• Third Party Subpoenas (12 O.S. § 2004.1): Many of the same provisions added also apply to third party subpoenas, including production of ESI, form of production and “clawback” of inadvertent productions.
  • Protection from Sanctions for Document Destruction from Good Faith Procedures (12 O.S. § 3237): Addresses the “safe harbor” provision for not providing ESI lost as a result of the routine, good-faith operation of systems but requires implementation of a “litigation hold” when the duty to preserve arises which may include suspending such operations.

Thanks to Reagan and our friends at Litgistix for such a comprehensive article about the Oklahoma rules changes!  Over the next several weeks, we will look at other states that have adopted similar rules and status of states that have not yet done so.

So, what do you think?  Wondering where your state stands?  Please share any comments you might have or if you’d like to know more about a particular topic.

Sanctions and Other Things that Go Bump in the Night

Sunday is Halloween, so it seems appropriate to try to “scare” you before the big day.  Does this scare you?

“pervasive and willful violation of serial Court orders to preserve and produce ESI evidence be treated as contempt of court, and that he be imprisoned for a period not to exceed two years, unless and until he pays to Plaintiff the attorney’s fees and costs that will be awarded to Plaintiff as the prevailing party”

What about this?

“From this Court’s perspective, a monetary sanction of $150,000 should be sufficient to compensate Plaintiffs for their added expense and deter SanDisk from taking shortcuts.”

Or this?

“For his misconduct, Peal has already received a severe sanction in having his complaint dismissed with prejudice.”

How about this?

A party does not need formal notice to know that spoliation of evidence and misrepresentations may lead to dismissal.”

Scary, huh?  If the possibility of sanctions keep you awake at night, then the folks at eDiscovery Daily will do our best to provide useful information and best practices to enable you to relax and sleep soundly, even on Halloween!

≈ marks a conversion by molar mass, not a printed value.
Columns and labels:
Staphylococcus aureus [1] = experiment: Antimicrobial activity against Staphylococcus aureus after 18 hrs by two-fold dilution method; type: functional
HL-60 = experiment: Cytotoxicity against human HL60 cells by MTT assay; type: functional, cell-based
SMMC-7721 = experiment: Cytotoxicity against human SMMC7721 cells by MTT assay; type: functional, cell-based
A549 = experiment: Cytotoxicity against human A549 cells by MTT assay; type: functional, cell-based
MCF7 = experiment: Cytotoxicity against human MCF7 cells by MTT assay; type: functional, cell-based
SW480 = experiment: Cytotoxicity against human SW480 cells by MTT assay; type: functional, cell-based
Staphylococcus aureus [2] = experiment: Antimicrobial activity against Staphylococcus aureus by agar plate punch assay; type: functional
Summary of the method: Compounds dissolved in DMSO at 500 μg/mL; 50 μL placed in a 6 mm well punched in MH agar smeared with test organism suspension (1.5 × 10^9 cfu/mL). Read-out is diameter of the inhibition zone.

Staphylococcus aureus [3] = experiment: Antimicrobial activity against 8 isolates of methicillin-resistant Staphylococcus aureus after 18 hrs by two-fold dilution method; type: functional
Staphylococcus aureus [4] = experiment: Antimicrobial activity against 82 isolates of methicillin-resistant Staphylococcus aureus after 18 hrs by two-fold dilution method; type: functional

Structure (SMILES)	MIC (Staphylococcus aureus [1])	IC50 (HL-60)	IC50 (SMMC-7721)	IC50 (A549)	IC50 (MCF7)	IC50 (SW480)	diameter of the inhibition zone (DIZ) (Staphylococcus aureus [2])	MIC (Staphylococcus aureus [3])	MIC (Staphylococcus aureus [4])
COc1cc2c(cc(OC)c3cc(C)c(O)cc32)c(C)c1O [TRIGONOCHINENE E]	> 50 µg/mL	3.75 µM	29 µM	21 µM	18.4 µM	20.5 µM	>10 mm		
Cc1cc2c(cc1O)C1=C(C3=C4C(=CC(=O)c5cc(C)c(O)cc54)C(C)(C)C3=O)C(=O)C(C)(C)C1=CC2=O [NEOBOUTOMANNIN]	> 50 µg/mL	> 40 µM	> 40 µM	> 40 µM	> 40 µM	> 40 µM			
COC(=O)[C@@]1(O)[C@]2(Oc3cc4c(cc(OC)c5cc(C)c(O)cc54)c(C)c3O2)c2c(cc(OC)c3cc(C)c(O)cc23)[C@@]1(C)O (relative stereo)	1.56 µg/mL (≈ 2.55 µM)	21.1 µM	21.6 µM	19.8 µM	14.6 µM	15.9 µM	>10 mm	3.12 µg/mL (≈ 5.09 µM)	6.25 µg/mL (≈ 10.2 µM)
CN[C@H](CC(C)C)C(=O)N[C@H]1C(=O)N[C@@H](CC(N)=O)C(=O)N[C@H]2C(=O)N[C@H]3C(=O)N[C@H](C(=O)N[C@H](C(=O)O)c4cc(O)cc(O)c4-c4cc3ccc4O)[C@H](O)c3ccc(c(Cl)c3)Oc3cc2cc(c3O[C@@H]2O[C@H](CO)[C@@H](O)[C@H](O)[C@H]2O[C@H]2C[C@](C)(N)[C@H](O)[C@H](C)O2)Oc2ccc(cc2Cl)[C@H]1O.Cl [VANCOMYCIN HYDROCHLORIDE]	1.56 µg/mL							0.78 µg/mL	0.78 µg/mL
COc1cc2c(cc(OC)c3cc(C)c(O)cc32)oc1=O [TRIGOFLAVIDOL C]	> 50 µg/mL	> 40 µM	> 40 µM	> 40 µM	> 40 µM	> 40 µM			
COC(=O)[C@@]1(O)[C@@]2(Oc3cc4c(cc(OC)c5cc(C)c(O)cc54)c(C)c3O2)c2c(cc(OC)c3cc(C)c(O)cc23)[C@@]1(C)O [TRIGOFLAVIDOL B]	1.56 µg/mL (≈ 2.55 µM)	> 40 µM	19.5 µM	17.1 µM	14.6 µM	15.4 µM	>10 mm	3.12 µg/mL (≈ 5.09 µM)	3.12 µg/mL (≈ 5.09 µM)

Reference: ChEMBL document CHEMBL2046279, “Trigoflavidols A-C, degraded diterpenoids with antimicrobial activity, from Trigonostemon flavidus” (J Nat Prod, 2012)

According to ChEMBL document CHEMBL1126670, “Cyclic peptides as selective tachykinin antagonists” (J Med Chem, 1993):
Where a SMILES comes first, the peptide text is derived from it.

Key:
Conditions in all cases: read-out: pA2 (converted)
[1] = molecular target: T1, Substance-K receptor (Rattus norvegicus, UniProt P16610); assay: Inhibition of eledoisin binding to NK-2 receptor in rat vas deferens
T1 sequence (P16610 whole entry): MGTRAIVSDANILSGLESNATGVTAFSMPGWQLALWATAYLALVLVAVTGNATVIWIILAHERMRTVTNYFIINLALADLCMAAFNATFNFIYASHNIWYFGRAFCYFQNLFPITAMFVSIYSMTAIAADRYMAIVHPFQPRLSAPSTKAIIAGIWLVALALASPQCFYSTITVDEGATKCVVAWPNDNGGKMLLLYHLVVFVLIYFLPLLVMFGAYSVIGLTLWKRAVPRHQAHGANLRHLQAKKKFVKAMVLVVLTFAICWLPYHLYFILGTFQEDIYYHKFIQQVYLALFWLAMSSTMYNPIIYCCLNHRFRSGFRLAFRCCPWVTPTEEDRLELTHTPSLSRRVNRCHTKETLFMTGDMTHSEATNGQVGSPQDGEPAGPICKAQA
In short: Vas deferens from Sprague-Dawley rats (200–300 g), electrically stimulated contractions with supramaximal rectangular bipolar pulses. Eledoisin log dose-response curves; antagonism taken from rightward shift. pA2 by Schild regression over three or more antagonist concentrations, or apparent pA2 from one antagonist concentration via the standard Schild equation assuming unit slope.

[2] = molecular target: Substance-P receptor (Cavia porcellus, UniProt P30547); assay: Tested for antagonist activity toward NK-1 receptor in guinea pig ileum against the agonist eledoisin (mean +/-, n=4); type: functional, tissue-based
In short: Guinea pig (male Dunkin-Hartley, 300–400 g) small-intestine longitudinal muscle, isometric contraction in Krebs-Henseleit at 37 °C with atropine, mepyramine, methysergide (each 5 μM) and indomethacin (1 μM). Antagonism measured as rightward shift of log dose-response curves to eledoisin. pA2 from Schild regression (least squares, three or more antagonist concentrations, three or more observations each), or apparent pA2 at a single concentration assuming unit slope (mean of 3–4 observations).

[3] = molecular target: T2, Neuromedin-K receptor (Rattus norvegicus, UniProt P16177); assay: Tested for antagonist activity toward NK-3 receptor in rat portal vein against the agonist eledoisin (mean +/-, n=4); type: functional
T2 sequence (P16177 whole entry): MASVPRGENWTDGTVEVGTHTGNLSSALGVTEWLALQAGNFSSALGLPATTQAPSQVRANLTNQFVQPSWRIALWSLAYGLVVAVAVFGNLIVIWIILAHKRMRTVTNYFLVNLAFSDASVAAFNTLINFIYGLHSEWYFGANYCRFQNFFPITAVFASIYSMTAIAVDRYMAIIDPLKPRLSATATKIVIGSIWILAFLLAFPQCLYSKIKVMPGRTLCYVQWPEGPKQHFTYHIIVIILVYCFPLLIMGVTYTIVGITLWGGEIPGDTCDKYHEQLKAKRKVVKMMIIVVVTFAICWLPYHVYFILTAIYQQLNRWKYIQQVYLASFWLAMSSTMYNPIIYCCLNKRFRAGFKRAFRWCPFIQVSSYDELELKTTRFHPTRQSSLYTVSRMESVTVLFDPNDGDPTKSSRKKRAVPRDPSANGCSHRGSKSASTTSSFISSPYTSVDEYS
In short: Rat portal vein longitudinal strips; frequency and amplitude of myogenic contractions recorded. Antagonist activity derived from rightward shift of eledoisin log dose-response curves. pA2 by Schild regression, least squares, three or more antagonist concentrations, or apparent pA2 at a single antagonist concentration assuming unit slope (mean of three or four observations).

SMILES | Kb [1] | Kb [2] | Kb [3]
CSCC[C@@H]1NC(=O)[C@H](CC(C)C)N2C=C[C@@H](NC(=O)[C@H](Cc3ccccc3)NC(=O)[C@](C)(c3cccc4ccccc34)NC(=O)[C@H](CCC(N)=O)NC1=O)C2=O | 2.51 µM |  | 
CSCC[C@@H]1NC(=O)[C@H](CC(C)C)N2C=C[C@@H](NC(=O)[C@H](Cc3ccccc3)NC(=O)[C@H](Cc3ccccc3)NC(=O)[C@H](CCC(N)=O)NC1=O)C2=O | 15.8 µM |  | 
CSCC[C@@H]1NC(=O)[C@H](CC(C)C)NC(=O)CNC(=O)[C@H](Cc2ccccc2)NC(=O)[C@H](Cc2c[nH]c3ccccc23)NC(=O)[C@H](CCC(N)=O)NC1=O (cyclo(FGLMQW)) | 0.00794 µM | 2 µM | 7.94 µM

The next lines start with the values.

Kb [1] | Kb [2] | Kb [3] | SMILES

Of course, if you really want to get into the spirit of Halloween, click here.

What do you think?  Is there a particular eDiscovery issue that scares you?  Please share your comments and let us know if you’d like more information on a particular topic.

Happy Halloween!

eDiscovery Project Management: Finding the Right People for Your Team

Yesterday, we talked about the skill sets and areas of expertise that are required to effectively handle an electronic discovery project.  Those skills and expertise are diverse and you won’t find everything you need in a single person.  You need to put together a team.  So, where do you find the right people for your team?    Most likely your team can be made up of individuals from these sources:

Law Firm Personnel

  • Partners, associates and paralegals working on the case will have knowledge of the facts at issue and the strategy for using documents.  They will know what documents are responsive, privileged, significant, helpful and harmful.  They will also have knowledge of the litigation process and the rules of civil procedure.  Paralegals are also likely to have a very good handle on the document collection as the case moves forward.
  • Law firm litigation/practice support and technical staff will have knowledge of the electronic discovery process, electronic discovery tools and electronic discovery service providers.  They also may have skills in collecting forensically sound data.  And, litigation support professionals will have project management skills.

Client Personnel